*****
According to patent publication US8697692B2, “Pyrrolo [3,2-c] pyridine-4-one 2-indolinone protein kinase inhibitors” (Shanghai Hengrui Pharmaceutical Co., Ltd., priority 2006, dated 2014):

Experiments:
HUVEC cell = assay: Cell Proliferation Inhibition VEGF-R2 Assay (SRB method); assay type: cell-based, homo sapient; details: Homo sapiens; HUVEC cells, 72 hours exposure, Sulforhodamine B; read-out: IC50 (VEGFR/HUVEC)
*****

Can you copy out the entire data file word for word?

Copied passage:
According to patent publication US8697692B2, “Pyrrolo [3,2-c] pyridine-4-one 2-indolinone protein kinase inhibitors” (Shanghai Hengrui Pharmaceutical Co., Ltd., priority 2006, dated 2014):

Experiments:
HUVEC cell = assay: Cell Proliferation Inhibition VEGF-R2 Assay (SRB method); assay type: cell-based, homo sapient; details: Homo sapiens; HUVEC cells, 72 hours exposure, Sulforhodamine B; read-out: IC50 (VEGFR/HUVEC)